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6 comments… add one

  • Pattern sound great and material looks likewise; brilliant selection, Bessie!

    If still concerned about ‘blunder’ and it’s solidity:
    why not glue/secure it with fray-stop or the like and/or iron some iron-on material smalish elegantly over it?

    Love,
    ‘Mynona’

    Reply
  • Thanks for the suggestion, Mynona! I never remember fray-stop, but it is exceedingly handy for things like this. I think I might have some somewhere in my sewing closet…

    Reply
  • I’ve given up cutting ‘notches’ after a similar experience with my first skirt that made it impossible to use self-finishing seams; nowadays I mark them with coloured tacks perpendicular to the seam line. Not so easy to line up (though they have the advantage over pen marks that you can at least do it by feel) but guaranteed not to damage the integrity of the garment!

    Otherwise you have to remember to cut notches protruding outwards rather than inwards – and to space your pattern pieces far enough apart to allow for this.

    Seam finishes: the finish shown above is a basic turned edge (and you could just as easily machine it). I used to use a lot of run-and-fell seams, which can only be done by hand as it involves hemming under one raw edge over the other; flat-fell is the machined equivalent which gives you a visible second line of stitching on the outside of the garment (sometimes desirable as a design feature). French seams are quicker than run-and-fell seams but don’t lie so flat – this is an advantage in semi-transparent fabric, as the doubled cloth hangs inside the garment rather than showing through the surface. The mantua-maker’s (or false French) seam is a handy ‘cheat’ if you forget you were planning a French seam and stitch your pieces together along the seam line first. Again, this is a hand-only finish – but it’s a *lot* quicker than running blanket stitch all the way along all your raw edges, which tended to be my alternative under those circumstances!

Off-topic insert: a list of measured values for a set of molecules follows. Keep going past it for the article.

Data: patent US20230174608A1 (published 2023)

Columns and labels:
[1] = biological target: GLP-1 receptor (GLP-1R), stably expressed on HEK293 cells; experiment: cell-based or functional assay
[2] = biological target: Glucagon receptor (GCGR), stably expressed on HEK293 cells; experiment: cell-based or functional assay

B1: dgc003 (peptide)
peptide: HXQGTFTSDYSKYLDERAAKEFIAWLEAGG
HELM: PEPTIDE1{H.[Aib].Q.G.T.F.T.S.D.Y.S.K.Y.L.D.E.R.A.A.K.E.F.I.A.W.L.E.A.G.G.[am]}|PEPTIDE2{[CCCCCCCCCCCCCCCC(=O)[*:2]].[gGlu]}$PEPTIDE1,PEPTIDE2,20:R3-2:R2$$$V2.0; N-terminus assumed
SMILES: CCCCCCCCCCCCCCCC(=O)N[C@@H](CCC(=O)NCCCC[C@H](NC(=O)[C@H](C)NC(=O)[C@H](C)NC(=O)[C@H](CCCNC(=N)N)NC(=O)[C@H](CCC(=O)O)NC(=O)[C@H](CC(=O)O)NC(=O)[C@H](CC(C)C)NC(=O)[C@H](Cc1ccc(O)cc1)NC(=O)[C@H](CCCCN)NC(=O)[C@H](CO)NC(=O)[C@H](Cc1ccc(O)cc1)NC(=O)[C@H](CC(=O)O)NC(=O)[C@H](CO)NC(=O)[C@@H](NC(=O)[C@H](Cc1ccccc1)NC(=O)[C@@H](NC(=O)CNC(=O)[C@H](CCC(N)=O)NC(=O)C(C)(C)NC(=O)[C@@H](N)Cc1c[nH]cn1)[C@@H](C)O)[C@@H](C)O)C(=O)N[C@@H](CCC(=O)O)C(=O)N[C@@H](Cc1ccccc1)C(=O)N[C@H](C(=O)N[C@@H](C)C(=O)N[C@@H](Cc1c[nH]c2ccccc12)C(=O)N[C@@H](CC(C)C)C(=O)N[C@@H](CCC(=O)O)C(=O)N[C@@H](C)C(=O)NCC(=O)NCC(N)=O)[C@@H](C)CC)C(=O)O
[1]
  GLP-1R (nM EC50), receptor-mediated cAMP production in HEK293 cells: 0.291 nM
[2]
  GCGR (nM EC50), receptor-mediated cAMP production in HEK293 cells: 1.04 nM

You can bind raw edges with bias binding (for armholes, though I usually use a French seam here) or seam tape (for straight edges), but this costs extra. A self-bound seam is similar to a felled seam save that you are sewing the turned-over edge down onto the other half of the seam allowance rather than directly against the main panel of the garment.

    There are lots of seam finishes http://web.archive.org/web/20080608010154/http://vintagesewing.info/1910s/17-ad/ad-07.html
    but those are the only ones I’ve needed so far.

    One thing I haven’t needed (or got!) is a zig-zag stitch….

    Reply
    • Hello Harriet–

      Yes, cutting notches protruding outward is my usual habit when using loosely-woven fabrics, but this time I simply forgot to. I’ll blame it on pregnancy brain. ;)

      Thank you for the reminder of the name of the seam finish I used. I thought it was something simple like that. This particular fabric was extra ravel-y, so I felt better turning and stitching by hand. Besides, I prefer finishing by hand anyway. Call me crazy, but I could hand finish all day long. :D

      Thanks for the comment and info!
      Bessie

      Reply
      • I generally end up hand finishing all day long – at least, it takes me about an hour to do each long seam!

        Reply
  • I wish I would have had something like this to wear when I was pregnant! Instead of notches, I just cut a short slit for each notch. It is pretty effective for me, and is easier to hide when I finish off the seams. I can’t wait to see it finished!

    Reply